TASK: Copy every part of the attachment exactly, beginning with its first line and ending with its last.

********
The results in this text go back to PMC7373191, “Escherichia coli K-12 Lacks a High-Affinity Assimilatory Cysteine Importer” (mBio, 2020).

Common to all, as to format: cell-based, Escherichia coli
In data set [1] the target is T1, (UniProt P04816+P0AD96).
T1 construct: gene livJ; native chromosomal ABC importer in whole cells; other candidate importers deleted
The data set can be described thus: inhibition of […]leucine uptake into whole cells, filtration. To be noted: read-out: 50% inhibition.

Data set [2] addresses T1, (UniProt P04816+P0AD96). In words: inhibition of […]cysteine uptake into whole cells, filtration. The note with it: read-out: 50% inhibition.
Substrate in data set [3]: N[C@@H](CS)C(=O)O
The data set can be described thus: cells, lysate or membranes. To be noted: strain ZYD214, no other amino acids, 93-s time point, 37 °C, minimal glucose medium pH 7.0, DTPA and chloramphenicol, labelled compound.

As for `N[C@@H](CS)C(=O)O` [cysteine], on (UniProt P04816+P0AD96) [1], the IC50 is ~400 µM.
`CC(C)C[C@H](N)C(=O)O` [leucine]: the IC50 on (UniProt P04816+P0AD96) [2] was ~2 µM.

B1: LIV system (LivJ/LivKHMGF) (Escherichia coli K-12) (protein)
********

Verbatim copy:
The results in this text go back to PMC7373191, “Escherichia coli K-12 Lacks a High-Affinity Assimilatory Cysteine Importer” (mBio, 2020).

Common to all, as to format: cell-based, Escherichia coli
In data set [1] the target is T1, (UniProt P04816+P0AD96).
T1 construct: gene livJ; native chromosomal ABC importer in whole cells; other candidate importers deleted
The data set can be described thus: inhibition of […]leucine uptake into whole cells, filtration. To be noted: read-out: 50% inhibition.

Data set [2] addresses T1, (UniProt P04816+P0AD96). In words: inhibition of […]cysteine uptake into whole cells, filtration. The note with it: read-out: 50% inhibition.
Substrate in data set [3]: N[C@@H](CS)C(=O)O
The data set can be described thus: cells, lysate or membranes. To be noted: strain ZYD214, no other amino acids, 93-s time point, 37 °C, minimal glucose medium pH 7.0, DTPA and chloramphenicol, labelled compound.

As for `N[C@@H](CS)C(=O)O` [cysteine], on (UniProt P04816+P0AD96) [1], the IC50 is ~400 µM.
`CC(C)C[C@H](N)C(=O)O` [leucine]: the IC50 on (UniProt P04816+P0AD96) [2] was ~2 µM.

B1: LIV system (LivJ/LivKHMGF) (Escherichia coli K-12) (protein)